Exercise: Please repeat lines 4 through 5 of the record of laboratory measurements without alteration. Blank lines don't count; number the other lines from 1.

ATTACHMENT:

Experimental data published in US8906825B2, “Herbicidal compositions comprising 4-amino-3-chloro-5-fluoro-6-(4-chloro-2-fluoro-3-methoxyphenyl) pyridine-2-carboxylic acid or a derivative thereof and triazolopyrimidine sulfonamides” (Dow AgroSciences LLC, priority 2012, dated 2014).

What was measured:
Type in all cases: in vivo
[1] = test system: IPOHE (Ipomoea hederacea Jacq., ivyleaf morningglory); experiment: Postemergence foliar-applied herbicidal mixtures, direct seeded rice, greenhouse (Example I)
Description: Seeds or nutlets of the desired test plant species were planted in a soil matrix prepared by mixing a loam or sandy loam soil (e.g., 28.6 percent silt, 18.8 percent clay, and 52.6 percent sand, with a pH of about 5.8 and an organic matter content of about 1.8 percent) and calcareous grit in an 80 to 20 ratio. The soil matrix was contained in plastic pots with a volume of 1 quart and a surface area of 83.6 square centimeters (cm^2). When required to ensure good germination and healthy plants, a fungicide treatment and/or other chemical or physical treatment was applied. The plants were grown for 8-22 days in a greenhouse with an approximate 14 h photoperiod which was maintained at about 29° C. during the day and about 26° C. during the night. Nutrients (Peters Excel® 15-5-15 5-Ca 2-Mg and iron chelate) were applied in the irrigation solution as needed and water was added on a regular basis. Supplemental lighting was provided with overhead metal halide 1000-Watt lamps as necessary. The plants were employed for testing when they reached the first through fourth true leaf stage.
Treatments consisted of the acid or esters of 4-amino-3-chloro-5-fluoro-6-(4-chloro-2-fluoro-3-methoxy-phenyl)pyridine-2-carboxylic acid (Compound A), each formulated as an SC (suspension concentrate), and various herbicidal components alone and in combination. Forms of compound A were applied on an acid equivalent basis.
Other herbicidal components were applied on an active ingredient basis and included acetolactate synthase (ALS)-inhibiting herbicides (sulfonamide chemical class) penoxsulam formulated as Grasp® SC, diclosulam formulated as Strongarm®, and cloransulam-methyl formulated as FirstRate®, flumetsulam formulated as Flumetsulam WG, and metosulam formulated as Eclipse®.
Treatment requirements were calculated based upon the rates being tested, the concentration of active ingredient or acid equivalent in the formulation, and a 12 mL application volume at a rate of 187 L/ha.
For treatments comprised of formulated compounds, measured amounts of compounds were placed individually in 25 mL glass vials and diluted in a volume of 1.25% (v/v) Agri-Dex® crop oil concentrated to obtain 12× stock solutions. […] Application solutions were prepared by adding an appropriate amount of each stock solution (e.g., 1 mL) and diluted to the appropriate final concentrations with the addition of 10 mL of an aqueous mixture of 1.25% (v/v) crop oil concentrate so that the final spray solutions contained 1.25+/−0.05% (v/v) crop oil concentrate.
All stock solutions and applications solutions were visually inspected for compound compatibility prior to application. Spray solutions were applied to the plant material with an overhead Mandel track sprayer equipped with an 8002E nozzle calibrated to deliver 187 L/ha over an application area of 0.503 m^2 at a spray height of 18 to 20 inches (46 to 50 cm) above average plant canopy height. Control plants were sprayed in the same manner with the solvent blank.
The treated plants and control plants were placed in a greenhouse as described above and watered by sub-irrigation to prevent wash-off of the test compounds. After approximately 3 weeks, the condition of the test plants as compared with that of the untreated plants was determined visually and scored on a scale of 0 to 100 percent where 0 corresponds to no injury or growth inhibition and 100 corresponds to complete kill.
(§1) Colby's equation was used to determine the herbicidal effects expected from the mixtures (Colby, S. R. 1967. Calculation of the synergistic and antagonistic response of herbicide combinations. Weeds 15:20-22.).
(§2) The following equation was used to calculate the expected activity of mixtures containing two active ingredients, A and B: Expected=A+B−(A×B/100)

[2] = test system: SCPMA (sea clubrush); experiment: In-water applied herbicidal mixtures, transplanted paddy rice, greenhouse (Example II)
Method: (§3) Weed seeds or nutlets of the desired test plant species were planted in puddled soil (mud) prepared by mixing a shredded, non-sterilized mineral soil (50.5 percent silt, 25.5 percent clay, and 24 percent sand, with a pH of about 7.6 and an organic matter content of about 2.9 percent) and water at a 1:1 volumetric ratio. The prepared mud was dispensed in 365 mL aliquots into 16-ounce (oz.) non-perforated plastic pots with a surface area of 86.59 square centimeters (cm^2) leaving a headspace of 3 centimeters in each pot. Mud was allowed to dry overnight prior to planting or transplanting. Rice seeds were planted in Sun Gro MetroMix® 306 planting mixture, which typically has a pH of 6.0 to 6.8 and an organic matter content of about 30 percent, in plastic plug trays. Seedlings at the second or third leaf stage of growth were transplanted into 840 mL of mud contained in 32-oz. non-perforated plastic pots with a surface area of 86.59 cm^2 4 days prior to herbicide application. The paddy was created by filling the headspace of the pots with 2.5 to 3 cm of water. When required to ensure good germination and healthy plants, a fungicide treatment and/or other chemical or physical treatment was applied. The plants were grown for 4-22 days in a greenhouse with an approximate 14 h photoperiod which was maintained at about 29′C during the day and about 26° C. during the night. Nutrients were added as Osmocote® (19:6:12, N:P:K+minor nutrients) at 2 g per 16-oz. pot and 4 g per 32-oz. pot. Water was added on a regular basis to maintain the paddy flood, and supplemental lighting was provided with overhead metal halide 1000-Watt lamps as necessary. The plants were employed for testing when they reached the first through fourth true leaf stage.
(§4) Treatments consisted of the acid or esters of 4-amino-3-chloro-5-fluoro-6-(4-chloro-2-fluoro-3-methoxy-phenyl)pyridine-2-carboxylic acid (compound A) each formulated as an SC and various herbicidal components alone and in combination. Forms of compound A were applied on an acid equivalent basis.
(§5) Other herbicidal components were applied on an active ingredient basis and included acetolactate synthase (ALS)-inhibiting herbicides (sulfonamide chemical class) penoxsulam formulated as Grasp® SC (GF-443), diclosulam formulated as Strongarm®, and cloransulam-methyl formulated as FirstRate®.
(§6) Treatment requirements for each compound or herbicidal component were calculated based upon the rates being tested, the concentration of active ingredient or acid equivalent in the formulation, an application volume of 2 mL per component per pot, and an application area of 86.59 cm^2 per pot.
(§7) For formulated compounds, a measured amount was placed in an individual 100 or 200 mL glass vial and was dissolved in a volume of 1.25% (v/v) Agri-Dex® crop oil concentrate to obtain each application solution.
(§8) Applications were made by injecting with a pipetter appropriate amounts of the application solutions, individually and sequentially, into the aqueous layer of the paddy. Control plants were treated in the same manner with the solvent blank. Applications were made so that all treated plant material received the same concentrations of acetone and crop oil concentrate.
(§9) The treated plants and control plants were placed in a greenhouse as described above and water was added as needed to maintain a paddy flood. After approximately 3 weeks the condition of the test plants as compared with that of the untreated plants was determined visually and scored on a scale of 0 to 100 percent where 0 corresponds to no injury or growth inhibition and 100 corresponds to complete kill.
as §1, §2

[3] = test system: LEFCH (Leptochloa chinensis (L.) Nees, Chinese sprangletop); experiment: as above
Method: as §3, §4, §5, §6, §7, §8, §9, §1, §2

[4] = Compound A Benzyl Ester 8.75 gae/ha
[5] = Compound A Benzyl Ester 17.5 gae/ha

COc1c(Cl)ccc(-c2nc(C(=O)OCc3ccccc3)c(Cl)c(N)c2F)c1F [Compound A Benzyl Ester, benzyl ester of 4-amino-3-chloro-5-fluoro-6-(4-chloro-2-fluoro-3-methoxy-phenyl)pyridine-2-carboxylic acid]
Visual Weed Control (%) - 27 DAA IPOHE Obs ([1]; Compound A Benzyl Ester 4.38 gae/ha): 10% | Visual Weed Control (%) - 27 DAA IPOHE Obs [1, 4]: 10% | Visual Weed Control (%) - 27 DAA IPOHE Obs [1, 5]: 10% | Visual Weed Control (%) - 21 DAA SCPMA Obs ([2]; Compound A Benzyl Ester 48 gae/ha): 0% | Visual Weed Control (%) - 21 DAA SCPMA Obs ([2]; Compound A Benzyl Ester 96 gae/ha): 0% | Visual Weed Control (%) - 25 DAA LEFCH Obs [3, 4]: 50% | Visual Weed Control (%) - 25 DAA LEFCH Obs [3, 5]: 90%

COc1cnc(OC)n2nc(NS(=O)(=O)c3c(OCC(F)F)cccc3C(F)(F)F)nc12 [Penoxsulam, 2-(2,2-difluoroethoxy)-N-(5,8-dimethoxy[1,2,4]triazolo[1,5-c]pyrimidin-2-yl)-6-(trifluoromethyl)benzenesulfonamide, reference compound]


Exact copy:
[1] = test system: IPOHE (Ipomoea hederacea Jacq., ivyleaf morningglory); experiment: Postemergence foliar-applied herbicidal mixtures, direct seeded rice, greenhouse (Example I)
Description: Seeds or nutlets of the desired test plant species were planted in a soil matrix prepared by mixing a loam or sandy loam soil (e.g., 28.6 percent silt, 18.8 percent clay, and 52.6 percent sand, with a pH of about 5.8 and an organic matter content of about 1.8 percent) and calcareous grit in an 80 to 20 ratio. The soil matrix was contained in plastic pots with a volume of 1 quart and a surface area of 83.6 square centimeters (cm^2). When required to ensure good germination and healthy plants, a fungicide treatment and/or other chemical or physical treatment was applied. The plants were grown for 8-22 days in a greenhouse with an approximate 14 h photoperiod which was maintained at about 29° C. during the day and about 26° C. during the night. Nutrients (Peters Excel® 15-5-15 5-Ca 2-Mg and iron chelate) were applied in the irrigation solution as needed and water was added on a regular basis. Supplemental lighting was provided with overhead metal halide 1000-Watt lamps as necessary. The plants were employed for testing when they reached the first through fourth true leaf stage.